Ahhh….. my title puns just keep getting worse but I can’t help it.
Well, I’m going to preface this entire blog by saying that most of it is mere observation as I really can’t claim to be an expert at all even if I did manage to catch some really good Trout this weekend in the Snowy Mountains. The first big observation of mine is that if you thought Bream fishos were cagey and tight lipped, then Trout fisherman are right up there with them. Lureandfly.com is not about secrets though and as much as a few people weren’t huge on the idea of me writing anything about this type of fishing the fact is it really isn’t much of a secret at all.
I am talking about the Glo-bug rig. Whether you are talking about using it on a spin rod or a fly rod it has been around for ages. I remember how much I wanted a Millerods Jig Flicker from the Harbord Tackle Supply catalogue (the one with the three ladies game fishing on the cover…. anyone who remembers that one shout out!) when I was 14 or 15 years old.Thats more than 20 years ago people. They were making rods with this kind of technique in mind. As for the location… Snowy Mountains rivers that flow into the lakes. Google (or Bing) maps people…… They are as obvious as hell.
At its simplest it is a brightly coloured ball of fluff or a “Glo-bug” that is meant to represent a Trout egg or small bundle of eggs then tied off the bottom of that hook is a dropper to some sort of nymph fly. Voila, add the needed weight with split shots and add water. At this time of year the larger lake dwelling Trout move up the rivers in an attempt to spawn. Brown Trout first, followed by the Rainbows.
Now from here I get a little blurry on exactly why this rig works because as a general rule the fish are not in feeding mode but this past weekend it was the only thing that caught fish and it caught a lot of them. Whether the female trout see what they think are eggs coming from upstream that are presumably not their eggs, and in a survival of the fittest kind of way try and take them out of circulation by eating them or they figure the eggs have not bound to the river stones, which once fertilised must do and are useless and figure they may as well put them to some use. Again by eating them. The males definitely try and do the business with the Glo-bug sometimes and get hooked in the bum.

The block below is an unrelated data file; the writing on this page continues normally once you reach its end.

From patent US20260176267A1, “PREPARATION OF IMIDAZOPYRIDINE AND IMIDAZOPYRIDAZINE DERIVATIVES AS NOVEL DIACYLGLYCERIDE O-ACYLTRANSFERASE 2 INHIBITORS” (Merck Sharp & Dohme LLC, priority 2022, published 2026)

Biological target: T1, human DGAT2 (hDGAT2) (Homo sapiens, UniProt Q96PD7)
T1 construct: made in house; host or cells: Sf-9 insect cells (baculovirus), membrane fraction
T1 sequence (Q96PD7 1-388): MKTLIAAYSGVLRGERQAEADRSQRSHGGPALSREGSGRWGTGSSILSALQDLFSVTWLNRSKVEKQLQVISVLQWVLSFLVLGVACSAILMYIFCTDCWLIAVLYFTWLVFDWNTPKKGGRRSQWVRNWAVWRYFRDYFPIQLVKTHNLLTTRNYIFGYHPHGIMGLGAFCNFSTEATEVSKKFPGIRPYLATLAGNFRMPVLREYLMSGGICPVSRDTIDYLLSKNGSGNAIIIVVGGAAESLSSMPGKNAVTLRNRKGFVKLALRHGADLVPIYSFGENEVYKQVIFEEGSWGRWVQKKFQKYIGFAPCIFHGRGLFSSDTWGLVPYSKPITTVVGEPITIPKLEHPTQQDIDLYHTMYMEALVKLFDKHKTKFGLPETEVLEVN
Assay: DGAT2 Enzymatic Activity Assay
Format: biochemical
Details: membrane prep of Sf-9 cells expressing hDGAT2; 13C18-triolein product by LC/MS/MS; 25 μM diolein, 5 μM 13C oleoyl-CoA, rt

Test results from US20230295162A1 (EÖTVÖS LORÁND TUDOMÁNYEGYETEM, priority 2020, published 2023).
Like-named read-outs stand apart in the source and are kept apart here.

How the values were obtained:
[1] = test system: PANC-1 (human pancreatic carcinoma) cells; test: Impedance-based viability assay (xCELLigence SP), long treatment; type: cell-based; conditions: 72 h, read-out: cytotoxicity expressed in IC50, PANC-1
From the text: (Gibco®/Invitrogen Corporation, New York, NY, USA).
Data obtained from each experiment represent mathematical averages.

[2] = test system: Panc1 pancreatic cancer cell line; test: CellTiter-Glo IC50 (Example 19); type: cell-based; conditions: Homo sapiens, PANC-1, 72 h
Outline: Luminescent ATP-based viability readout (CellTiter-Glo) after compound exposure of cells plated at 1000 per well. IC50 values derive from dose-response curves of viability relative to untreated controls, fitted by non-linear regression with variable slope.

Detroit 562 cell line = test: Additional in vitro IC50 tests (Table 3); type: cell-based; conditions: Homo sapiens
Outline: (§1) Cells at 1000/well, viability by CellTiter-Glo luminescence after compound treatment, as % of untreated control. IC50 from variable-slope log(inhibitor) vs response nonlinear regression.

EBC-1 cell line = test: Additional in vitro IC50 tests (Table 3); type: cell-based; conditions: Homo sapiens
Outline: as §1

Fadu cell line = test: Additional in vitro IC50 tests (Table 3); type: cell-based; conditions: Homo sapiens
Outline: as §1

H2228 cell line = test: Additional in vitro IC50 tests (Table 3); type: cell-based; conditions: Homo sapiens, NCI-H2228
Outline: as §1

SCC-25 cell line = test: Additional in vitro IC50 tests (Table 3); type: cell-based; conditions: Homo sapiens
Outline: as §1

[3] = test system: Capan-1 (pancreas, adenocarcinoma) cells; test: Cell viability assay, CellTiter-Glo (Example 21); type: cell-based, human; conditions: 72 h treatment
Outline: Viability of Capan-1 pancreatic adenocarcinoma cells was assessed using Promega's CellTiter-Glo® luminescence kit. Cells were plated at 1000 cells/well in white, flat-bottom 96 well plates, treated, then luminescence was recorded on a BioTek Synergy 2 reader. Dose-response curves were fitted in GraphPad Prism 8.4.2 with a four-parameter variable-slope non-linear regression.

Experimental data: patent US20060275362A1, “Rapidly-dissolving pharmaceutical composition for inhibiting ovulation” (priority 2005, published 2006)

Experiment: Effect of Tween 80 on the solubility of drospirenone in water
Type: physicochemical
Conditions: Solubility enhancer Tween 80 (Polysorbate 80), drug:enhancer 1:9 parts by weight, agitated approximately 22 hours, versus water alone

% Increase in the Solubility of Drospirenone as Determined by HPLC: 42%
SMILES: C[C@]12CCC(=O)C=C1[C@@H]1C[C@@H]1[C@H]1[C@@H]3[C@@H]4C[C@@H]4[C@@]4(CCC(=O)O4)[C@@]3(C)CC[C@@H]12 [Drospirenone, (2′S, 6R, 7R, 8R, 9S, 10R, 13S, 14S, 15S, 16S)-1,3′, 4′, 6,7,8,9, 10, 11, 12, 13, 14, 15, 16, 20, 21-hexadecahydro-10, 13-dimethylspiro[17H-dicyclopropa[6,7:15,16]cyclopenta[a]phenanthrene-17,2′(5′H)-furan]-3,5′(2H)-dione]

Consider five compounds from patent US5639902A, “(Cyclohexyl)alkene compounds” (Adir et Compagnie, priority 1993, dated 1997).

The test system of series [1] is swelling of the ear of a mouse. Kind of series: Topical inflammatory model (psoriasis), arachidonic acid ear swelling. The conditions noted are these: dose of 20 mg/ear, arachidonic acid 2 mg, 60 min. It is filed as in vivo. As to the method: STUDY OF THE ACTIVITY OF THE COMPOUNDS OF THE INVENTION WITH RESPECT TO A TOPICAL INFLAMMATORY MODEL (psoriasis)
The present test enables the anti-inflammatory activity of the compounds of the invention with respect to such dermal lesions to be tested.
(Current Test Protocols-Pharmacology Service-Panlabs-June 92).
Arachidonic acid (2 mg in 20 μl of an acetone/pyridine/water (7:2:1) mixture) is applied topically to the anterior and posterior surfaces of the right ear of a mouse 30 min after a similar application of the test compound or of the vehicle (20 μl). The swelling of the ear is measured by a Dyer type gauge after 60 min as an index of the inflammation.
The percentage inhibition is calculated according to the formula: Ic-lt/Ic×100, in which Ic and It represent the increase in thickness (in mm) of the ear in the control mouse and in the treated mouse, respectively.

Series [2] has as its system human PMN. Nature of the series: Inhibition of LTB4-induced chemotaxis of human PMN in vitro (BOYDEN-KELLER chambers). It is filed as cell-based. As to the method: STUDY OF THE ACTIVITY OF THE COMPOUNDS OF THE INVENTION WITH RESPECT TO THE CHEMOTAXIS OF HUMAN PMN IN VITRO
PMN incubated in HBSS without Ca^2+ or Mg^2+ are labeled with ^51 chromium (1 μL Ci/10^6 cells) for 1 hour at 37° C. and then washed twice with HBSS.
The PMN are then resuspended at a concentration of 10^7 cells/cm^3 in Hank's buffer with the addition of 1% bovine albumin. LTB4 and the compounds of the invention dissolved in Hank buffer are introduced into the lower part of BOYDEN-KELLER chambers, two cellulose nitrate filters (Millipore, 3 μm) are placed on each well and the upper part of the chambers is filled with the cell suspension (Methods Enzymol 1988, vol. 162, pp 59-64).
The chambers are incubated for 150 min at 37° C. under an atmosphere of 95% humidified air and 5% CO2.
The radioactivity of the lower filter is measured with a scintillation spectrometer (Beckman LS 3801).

Again, as a pure observation from a layman who is learning as he goes, the nymph below almost seemed like a second bite of the cherry if the Glo-bug hook missed and more than a couple I caught were foul hooked on the nymph part of the rig. Maybe there are times when the fish are eating it but it didn’t seem that way this weekend.
My second big observation for the weekend was the animosity between those anglers fly fishing and those with spinning tackle which I thought was absolutely hilarious because both sets were using the exact same rig…. and I mean exact same. Some of the fly fishers even had more split shots on than could actually be cast at all and simply used the extra length of the rod to pick the rig up and plop it back upstream rather than winding in a casting out. Me, I did a bit of both and found both had their strengths in different situations. The deeper, faster runs were definitely for the spin rod and the shallow water rapids and backs of pools were for the fly rod. Maybe it’s because I’m no expert but all my fish on the fly felt so much more special (probably because I’m crap at it)
Using the rig is easy enough. You simply cast it upstream and let it float down with the current as natural as possible and watch for the bite. I found this much easier with fly as a strike indicator would simply make what was very definitely a move the wrong direction in the whereas with spin gear it could be a pause or the line pulling away. If you don’t get a bite simply present it back up current and drift it down again. Over and over until you get the perfect drift through where it needs to be.
It sounds totally stupid but there are plenty of times the rig will get stuck in the river stones as it drifts down and you come up tight to it and then other times that rock then starts to shake its head and run off down stream. My biggest for the weekend did just that. it felt like I came up tight to a big rock, it shook it’s head, came up and jumped then tailwalked in a way that would make any Barra of Marlin jealous (which isn’t usual at all).
At the moment it certainly seems as thought the Trout bug isn’t going away for me any time soon.